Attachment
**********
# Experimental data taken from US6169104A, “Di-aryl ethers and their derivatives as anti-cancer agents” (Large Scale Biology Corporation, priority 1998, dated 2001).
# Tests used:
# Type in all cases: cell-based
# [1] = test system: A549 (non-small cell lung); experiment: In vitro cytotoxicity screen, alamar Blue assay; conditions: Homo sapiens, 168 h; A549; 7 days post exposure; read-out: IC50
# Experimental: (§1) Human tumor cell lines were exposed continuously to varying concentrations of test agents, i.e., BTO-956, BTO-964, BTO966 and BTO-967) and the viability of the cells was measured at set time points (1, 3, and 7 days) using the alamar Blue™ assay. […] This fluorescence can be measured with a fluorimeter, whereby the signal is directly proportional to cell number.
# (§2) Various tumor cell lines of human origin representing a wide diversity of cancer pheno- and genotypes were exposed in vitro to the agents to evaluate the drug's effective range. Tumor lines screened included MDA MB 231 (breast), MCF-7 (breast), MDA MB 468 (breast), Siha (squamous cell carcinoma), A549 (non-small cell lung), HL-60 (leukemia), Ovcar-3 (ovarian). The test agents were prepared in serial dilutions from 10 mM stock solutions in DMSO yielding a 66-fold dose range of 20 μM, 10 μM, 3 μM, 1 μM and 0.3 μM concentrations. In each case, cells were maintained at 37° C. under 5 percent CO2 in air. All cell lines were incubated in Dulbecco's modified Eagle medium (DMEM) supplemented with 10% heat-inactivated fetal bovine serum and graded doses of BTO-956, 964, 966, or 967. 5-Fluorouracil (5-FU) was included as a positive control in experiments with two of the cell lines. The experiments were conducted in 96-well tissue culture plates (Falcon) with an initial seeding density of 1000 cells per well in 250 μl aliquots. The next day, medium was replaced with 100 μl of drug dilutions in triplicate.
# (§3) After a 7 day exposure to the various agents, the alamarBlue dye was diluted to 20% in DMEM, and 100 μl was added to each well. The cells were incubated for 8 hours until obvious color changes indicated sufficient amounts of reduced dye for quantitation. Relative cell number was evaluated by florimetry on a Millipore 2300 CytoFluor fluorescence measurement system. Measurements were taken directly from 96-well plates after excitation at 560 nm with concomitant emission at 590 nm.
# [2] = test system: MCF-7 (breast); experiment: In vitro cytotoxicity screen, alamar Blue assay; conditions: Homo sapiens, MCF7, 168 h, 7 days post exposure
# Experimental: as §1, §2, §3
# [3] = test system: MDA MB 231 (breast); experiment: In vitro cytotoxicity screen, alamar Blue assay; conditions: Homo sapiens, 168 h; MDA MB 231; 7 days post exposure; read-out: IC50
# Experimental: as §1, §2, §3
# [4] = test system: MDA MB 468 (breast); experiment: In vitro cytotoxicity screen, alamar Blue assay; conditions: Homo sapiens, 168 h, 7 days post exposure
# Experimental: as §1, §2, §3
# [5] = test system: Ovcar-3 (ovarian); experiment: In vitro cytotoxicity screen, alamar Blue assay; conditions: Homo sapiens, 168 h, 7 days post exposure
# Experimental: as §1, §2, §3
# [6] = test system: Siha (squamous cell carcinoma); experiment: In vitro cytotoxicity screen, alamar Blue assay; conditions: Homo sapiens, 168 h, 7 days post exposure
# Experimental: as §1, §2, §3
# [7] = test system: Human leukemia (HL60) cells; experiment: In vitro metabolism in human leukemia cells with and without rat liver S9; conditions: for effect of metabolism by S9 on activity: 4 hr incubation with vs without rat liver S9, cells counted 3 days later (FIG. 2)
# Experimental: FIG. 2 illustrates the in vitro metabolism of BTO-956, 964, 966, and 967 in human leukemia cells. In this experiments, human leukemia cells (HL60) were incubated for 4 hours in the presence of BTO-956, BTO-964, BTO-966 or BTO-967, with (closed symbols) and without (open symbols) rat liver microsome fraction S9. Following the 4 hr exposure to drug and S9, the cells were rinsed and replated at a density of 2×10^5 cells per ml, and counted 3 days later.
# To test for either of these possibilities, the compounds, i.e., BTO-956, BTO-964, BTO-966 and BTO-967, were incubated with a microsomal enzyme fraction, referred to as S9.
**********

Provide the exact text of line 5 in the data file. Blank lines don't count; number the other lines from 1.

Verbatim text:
# Experimental: (§1) Human tumor cell lines were exposed continuously to varying concentrations of test agents, i.e., BTO-956, BTO-964, BTO966 and BTO-967) and the viability of the cells was measured at set time points (1, 3, and 7 days) using the alamar Blue™ assay. […] This fluorescence can be measured with a fluorimeter, whereby the signal is directly proportional to cell number.